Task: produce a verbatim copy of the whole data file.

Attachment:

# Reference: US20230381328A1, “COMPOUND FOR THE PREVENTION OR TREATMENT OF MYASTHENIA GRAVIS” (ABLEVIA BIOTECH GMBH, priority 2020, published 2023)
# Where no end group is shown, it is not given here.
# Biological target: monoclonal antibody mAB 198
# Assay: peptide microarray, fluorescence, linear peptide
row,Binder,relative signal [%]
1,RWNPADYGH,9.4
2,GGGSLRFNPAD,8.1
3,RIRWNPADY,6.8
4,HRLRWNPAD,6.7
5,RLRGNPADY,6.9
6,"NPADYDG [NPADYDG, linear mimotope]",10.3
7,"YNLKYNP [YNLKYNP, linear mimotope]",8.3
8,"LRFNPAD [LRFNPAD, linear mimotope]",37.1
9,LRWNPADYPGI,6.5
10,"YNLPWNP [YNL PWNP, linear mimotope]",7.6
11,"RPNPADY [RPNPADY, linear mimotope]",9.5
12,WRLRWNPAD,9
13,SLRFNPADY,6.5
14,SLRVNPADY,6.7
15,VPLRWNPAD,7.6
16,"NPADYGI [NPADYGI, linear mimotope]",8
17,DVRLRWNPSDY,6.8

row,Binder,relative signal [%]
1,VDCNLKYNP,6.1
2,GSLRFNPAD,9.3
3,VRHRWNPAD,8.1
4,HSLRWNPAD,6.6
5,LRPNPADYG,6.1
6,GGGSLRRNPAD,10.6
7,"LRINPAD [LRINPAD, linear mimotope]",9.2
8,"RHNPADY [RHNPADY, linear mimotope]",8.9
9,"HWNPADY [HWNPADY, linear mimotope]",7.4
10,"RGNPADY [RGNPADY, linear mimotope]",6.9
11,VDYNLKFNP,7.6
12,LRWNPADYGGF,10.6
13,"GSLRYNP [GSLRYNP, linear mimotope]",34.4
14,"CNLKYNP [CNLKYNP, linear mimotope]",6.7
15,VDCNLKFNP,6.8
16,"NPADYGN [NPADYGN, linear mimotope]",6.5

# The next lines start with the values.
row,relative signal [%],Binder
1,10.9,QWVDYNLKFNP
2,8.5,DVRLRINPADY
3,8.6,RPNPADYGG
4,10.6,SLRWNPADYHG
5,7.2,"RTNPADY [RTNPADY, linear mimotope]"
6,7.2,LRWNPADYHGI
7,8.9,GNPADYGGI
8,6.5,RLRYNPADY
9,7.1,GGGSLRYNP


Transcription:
# Reference: US20230381328A1, “COMPOUND FOR THE PREVENTION OR TREATMENT OF MYASTHENIA GRAVIS” (ABLEVIA BIOTECH GMBH, priority 2020, published 2023)
# Where no end group is shown, it is not given here.
# Biological target: monoclonal antibody mAB 198
# Assay: peptide microarray, fluorescence, linear peptide
row,Binder,relative signal [%]
1,RWNPADYGH,9.4
2,GGGSLRFNPAD,8.1
3,RIRWNPADY,6.8
4,HRLRWNPAD,6.7
5,RLRGNPADY,6.9
6,"NPADYDG [NPADYDG, linear mimotope]",10.3
7,"YNLKYNP [YNLKYNP, linear mimotope]",8.3
8,"LRFNPAD [LRFNPAD, linear mimotope]",37.1
9,LRWNPADYPGI,6.5
10,"YNLPWNP [YNL PWNP, linear mimotope]",7.6
11,"RPNPADY [RPNPADY, linear mimotope]",9.5
12,WRLRWNPAD,9
13,SLRFNPADY,6.5
14,SLRVNPADY,6.7
15,VPLRWNPAD,7.6
16,"NPADYGI [NPADYGI, linear mimotope]",8
17,DVRLRWNPSDY,6.8

row,Binder,relative signal [%]
1,VDCNLKYNP,6.1
2,GSLRFNPAD,9.3
3,VRHRWNPAD,8.1
4,HSLRWNPAD,6.6
5,LRPNPADYG,6.1
6,GGGSLRRNPAD,10.6
7,"LRINPAD [LRINPAD, linear mimotope]",9.2
8,"RHNPADY [RHNPADY, linear mimotope]",8.9
9,"HWNPADY [HWNPADY, linear mimotope]",7.4
10,"RGNPADY [RGNPADY, linear mimotope]",6.9
11,VDYNLKFNP,7.6
12,LRWNPADYGGF,10.6
13,"GSLRYNP [GSLRYNP, linear mimotope]",34.4
14,"CNLKYNP [CNLKYNP, linear mimotope]",6.7
15,VDCNLKFNP,6.8
16,"NPADYGN [NPADYGN, linear mimotope]",6.5

# The next lines start with the values.
row,relative signal [%],Binder
1,10.9,QWVDYNLKFNP
2,8.5,DVRLRINPADY
3,8.6,RPNPADYGG
4,10.6,SLRWNPADYHG
5,7.2,"RTNPADY [RTNPADY, linear mimotope]"
6,7.2,LRWNPADYHGI
7,8.9,GNPADYGGI
8,6.5,RLRYNPADY
9,7.1,GGGSLRYNP